- Prototype: Taking the desired emotions, perceptions, experiences, and traits, hand teachers a space and markers to create prototype classrooms that can bring these pieces to life. These will be messy. They aren’t CAD drawings but rough sketches of what could be.
- Designers: the four qualities explored (emotions, perceptions, experiences, and traits) are given to designers to determine how to bring this to life.
- Prototype Remix: After designers create their prototypes from our given information, we build upon it for better prototypes.
- Repeat the process with students and teachers.
It is easy to look at furniture. It is easy to stare at photos of classrooms redesigned already. It is easy to redo classrooms. However, it is much more challenging yet beneficial to reimagine classrooms as learning spaces.
During my pre-service work, I recall vividly our discussion and research on visual cues of boredom and distraction. We spend hours observing classrooms and noting what we saw (how nice would it have been to use a SmartPhone at that point. Alas, they didn’t exist).
This common experience for pre-service teachers no doubt yielded similar results across universities: hand on head, yawning, glazed eyes, staring out window, head on desk, doodling, etc.
And while I argued back then as I do now that mind wandering and doodling are important moments of reflection, the larger point remained that these were visual cues that something was off in the learning environment.
Visual Cues in a 1:1
Today, this isn’t as easy in a 1:1 learning environment. We need to retrain ourselves about visual cues and be cautious about assumptions.
- is a smile while looking at their screen a sign of being disconnected from the moment
- is a chuckle while looking at their screen a sign of being disconnected from the moment
- is an intense glare while looking at their screen a sign of being disconnected from the moment
- is an extended focus on the screen a sign of being disconnected from the moment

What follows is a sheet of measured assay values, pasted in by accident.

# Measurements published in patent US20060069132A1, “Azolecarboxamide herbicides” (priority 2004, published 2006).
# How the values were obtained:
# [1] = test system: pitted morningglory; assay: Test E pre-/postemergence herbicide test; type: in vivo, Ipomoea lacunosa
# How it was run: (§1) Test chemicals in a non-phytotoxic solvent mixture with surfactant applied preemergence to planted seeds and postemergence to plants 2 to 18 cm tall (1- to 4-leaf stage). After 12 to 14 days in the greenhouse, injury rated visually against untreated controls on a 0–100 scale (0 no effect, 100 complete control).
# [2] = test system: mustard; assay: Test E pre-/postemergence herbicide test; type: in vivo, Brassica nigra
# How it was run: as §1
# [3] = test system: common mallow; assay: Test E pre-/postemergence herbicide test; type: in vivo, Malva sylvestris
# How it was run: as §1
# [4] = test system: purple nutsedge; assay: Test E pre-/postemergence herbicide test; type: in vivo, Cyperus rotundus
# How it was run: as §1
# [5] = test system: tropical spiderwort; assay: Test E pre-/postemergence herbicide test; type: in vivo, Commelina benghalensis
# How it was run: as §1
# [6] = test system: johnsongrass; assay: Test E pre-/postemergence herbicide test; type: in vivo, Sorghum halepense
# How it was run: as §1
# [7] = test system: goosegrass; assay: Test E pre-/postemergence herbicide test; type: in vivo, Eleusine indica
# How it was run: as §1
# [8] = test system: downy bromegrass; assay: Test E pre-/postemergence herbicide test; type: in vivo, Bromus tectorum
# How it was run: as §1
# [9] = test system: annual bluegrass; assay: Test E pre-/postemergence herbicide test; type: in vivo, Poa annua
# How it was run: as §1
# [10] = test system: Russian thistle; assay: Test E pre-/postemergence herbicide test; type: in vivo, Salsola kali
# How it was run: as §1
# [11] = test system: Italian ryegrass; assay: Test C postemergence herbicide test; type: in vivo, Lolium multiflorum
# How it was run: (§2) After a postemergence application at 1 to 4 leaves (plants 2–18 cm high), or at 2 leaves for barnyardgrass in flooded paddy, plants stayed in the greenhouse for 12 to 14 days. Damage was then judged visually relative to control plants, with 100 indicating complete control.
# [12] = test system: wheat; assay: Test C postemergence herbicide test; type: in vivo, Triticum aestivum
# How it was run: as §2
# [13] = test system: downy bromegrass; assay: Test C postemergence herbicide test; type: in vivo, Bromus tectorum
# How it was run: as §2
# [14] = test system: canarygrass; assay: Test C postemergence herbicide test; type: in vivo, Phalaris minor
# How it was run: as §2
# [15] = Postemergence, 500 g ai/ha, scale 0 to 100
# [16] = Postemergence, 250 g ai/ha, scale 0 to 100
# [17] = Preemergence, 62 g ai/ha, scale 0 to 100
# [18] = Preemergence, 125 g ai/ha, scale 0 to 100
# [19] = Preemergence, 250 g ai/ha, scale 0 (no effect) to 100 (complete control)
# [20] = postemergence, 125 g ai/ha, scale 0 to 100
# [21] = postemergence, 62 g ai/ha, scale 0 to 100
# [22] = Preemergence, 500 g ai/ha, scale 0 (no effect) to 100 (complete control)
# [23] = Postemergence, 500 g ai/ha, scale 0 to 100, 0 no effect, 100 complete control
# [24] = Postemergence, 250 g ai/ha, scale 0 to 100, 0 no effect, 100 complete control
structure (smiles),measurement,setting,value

- is a rush of excitement while looking at the screen a sign of being disconnected from the moment
I taught in a 1:1 learning environment for three years. This was such a challenge to retrain my brain and not to make assumptions. It is unnerving to wonder so much when the cues were so clear prior to the technology.
How are pre-service universities adjusting teacher learning in terms of visual cues of boredom and distraction? How are we working with current teachers on visual cues for boredom and distraction?
Risk is a scary word especially in schools. If we talk about risk-taking, how will it be interpreted? Will students think we are giving them permission to try harmful things? Will teachers design poor learning experiences? Will administrators create uncomfortable situation for the district due to public transparency?
Risk-taking often raises those yellow and even red flags.
But then you hear or see stories of what happens when you take risks, when you look over the edge without fear. Stories like Sage Kotsenburg and the risk he took this year on the biggest stage: the Olympics.
“I like doing crazy things, like spontaneous moves. I’ve never even tried the trick I did on the last jump. I thought about it before the run. But once you’re going into it, if you’re thinking it, you’re going to fall on your face.” Kotsenburg
On his last jump, he attempts a trick that he hadn’t done before that moment. He hadn’t practiced it. He hadn’t rehearsed it. He hadn’t pondered it. He let the moment guide him and he took a chance.
He took a risk. He took the Gold.
WOW!! I just won the Olympics!! Bringing back the first Gold here to the USA! Love seeing all the support from everyone YOU RULE!!
— sage kotsenburg (@sagekotsenburg) February 8, 2014
Image: Sports Center Twitter
The pace at which society moves versus the pace at which education moves is both positive and fraught with problems.
The most recent example is that of social media. While many in education are just now figuring out what it is let alone starting to use it, there is a definite movement in society to figure out balance, to understand impacts on human interaction. It is a movement towards balance, pause, and perspective that I think is greatly needed! However, we need it because we walked through social media and are now able to critically evaluate and adjust thoughtfully.
The problem has many layers but juxtapose society and education. It illuminates how we in education are misguided and unable to move thoughtfully at times.
- Society sees value in social media. Society embraces it knowing there will be challenges, opportunities, and problems. Society works through those elements. Society (hopefully) finds the right balance and moves forward.
- Education as a whole avoids social media*. Education hears about society at large and those odd educators wrestling with the challenges, opportunities, and problems so they take a “see… I told you it was bad for you”. Education finds themselves stuck where they are unable to find the right balance, progress forward, and act thoughtfully.